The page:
Pfizer submits data for U.S. authorization of COVID shots for kids under 5 -report By Reuters


© Reuters. FILE PHOTO: A person walks past a Pfizer logo in the Manhattan borough of New York City, New York, U.S., April 1, 2021. REUTERS/Carlo Allegri

By Michael Erman and Susan Heavey

(Reuters) -Pfizer Inc and BioNTech have begun submitting data to U.S. regulators seeking emergency use authorization (EUA) of their COVID-19 vaccine for children under age 5, Bloomberg reported on Tuesday, despite weaker than expected immune responses in their clinical trial of 2- to 4-year-olds.

The drug companies want the U.S. Food and Drug Administration to clear the shot as a two-dose vaccine, though they expect a three-shot regimen may ultimately become standard, the Bloomberg report said, citing people familiar with the data.

Pfizer (NYSE:) and BioNTech are testing a 3 microgram dose of the vaccine in the age group, compared with a 10 microgram dose in 5- to 11-year-olds and a 30 microgram dose in people aged 12 and older.

Authorization of a vaccine for younger children could help harried parents who have had to contend with quarantines and closures of pre-schools and daycare centers.

In December, Pfizer said it was amending its clinical trial to test a three-dose version of the vaccine because the lower-dose generated an immune response in 2- to 4-year-olds that was inferior to the response measured in 16- to 25-year-olds. In 6- month- to 24-month-old children, the vaccine generated an immune response in line with 16- to 25-year-olds.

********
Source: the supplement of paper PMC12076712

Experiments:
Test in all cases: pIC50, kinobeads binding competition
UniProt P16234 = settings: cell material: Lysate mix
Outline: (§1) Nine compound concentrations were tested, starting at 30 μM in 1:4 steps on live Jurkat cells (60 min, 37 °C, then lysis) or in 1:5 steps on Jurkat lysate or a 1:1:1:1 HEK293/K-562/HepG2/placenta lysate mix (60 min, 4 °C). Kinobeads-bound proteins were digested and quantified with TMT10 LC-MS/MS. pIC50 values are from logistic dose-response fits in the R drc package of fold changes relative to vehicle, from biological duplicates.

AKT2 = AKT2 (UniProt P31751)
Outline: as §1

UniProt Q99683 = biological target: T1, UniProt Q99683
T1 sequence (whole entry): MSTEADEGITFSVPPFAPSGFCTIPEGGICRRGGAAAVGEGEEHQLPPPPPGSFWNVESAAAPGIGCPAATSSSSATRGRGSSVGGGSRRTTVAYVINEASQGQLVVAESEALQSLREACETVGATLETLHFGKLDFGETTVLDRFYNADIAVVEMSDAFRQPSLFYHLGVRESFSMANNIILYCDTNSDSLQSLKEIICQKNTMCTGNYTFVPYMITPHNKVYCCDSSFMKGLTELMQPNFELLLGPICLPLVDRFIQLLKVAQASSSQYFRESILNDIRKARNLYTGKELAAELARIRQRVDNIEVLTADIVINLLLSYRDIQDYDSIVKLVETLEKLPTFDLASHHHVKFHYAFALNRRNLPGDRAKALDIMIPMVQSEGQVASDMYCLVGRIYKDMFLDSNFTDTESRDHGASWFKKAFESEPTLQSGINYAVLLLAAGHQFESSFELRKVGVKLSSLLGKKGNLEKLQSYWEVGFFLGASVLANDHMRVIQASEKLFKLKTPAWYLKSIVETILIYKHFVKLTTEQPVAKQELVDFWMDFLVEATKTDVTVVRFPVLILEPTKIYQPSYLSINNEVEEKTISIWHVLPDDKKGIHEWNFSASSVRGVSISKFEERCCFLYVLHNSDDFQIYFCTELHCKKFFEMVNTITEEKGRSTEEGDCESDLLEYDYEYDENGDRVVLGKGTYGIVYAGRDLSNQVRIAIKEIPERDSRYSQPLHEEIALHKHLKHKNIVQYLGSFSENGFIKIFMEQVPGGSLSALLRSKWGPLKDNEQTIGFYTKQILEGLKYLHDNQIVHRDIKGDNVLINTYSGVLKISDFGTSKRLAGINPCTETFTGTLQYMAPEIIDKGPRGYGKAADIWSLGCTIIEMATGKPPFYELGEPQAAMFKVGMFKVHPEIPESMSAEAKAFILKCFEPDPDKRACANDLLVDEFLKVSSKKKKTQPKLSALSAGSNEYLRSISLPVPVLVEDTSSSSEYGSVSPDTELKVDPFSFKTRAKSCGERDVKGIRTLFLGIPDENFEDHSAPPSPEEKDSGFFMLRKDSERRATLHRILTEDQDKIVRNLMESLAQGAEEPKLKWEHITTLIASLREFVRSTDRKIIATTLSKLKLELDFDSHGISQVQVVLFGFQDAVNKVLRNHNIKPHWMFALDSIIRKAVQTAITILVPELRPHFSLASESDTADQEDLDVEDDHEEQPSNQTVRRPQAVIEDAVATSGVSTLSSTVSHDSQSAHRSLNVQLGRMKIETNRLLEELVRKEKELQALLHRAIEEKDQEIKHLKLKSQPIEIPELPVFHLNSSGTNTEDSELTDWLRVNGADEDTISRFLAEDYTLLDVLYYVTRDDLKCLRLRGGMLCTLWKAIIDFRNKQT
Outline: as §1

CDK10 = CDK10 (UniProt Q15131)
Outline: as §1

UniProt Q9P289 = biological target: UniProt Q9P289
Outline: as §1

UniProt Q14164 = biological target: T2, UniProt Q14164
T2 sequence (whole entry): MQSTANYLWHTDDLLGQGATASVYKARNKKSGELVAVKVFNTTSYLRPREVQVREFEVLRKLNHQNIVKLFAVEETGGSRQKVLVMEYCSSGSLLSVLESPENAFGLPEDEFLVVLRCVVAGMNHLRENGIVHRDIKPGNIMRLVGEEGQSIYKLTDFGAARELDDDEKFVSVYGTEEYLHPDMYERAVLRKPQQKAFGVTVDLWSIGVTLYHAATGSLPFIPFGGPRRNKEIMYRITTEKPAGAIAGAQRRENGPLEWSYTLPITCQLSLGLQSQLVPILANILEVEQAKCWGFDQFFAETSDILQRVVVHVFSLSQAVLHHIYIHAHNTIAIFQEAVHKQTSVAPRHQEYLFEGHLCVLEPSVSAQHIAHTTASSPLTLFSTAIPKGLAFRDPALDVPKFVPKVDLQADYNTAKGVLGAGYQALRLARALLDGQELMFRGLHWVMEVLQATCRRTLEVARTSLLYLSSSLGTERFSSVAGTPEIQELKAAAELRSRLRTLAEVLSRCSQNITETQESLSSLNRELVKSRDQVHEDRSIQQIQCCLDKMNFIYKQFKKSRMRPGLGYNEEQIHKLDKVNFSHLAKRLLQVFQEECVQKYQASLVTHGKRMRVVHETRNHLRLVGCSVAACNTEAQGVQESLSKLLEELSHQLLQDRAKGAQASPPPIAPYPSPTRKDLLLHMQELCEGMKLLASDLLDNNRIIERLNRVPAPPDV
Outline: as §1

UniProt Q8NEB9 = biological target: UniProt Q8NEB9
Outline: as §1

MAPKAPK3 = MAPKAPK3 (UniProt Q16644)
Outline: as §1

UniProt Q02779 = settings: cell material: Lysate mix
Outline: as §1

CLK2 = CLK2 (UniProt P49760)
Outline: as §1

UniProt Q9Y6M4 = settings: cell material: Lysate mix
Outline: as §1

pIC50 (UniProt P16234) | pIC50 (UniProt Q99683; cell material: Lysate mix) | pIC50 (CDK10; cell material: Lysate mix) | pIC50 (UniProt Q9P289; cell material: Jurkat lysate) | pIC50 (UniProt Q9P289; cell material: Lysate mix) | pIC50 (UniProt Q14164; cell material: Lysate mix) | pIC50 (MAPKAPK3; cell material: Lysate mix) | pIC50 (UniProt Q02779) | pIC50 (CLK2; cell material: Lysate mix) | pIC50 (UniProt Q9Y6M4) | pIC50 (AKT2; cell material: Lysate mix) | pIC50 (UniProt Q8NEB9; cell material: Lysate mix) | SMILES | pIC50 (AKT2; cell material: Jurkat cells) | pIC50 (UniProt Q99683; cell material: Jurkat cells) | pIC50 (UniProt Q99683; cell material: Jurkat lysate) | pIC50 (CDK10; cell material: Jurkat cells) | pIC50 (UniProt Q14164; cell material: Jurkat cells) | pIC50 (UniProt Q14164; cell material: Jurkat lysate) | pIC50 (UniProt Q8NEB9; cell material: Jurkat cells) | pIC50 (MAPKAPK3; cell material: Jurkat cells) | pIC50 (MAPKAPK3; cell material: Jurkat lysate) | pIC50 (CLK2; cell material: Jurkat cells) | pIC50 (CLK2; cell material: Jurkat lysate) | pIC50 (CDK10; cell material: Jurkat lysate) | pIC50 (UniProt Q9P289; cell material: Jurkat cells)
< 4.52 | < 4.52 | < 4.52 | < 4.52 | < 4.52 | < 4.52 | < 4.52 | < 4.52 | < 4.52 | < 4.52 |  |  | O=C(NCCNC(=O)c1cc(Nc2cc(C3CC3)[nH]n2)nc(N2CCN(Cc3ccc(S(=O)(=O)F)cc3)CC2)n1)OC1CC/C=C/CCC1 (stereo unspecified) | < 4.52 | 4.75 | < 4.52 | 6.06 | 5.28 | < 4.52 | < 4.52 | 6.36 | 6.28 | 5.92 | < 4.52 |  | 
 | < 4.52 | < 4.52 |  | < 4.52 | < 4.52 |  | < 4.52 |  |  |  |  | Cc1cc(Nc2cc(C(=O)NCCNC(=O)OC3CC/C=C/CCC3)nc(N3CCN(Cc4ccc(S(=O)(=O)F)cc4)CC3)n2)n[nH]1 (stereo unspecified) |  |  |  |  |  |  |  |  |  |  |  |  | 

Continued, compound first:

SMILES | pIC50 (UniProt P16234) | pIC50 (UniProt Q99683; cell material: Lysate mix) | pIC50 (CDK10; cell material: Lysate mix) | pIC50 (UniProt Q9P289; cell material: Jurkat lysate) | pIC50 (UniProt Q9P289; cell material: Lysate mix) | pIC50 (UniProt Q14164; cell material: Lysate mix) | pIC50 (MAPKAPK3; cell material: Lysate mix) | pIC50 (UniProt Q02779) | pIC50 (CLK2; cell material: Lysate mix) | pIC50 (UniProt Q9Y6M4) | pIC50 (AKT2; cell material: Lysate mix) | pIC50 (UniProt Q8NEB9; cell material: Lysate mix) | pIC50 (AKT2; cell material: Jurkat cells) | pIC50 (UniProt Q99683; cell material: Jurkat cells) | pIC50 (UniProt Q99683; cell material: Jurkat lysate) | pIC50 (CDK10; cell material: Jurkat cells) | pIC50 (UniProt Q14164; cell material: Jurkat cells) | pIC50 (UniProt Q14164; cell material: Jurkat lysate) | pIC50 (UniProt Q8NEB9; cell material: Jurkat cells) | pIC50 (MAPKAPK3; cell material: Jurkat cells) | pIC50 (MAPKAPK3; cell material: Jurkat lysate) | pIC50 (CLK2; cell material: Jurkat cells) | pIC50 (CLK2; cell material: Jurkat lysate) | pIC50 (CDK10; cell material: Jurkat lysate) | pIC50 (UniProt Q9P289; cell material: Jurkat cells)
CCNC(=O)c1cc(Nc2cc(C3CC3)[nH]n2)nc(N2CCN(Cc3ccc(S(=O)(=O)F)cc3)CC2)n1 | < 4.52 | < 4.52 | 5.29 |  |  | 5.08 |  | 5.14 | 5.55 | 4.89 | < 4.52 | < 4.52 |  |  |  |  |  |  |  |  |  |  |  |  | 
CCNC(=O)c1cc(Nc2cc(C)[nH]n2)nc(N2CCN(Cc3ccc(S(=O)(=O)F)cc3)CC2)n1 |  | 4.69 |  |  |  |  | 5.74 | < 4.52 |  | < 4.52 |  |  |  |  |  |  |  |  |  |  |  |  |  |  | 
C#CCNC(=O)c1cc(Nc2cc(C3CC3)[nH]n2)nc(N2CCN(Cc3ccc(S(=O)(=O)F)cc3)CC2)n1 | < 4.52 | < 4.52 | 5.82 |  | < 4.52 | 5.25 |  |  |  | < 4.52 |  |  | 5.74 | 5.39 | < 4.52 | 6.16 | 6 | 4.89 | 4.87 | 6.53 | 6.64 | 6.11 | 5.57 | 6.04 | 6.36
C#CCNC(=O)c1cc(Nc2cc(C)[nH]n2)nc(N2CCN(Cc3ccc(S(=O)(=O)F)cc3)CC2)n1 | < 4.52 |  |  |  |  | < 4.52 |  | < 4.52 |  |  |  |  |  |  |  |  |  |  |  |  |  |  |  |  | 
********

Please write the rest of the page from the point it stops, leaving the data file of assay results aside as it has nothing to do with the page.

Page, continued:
Last month, Pfizer said it expected to have those results by April. The rolling submission, if approved, would allow the company and health officials to proceed with shots for those under age 5 until the rest of the data becomes available.

“The appropriateness of any EUA for under 5 for the vaccine will depend on what the data show beyond the antibody levels, for example any evidence of a clinical benefit,” said Dr. Walid Gellad, a professor at the University of Pittsburgh medical school. “Many parents are waiting for the day a vaccine will be available for this young age group.”

Representatives for Pfizer, as well as for the FDA and the Department of Health and Human Services, could not immediately be reached for comment on the Bloomberg report.

In a statement late on Monday, Pfizer said it had yet to seek approval and was “continuing to collect and analyze data from both two and three doses in our younger age cohort.”

The vaccine is already approved for emergency use in children in the United States ages 5 and older. It has full approval for adults.

The FDA has also authorized a third booster dose of the Pfizer/BioNTech shot for adults and children aged 12 and older. It gave the green light for a two-dose vaccine for children ages 5 to 11.

It remains unclear how many parents will choose to vaccinate their young children. Vaccinating children has been slow in the United States, and only around 22% of 5- to 11 year-olds have been fully vaccinated since the campaign to vaccinate that age group began in November.

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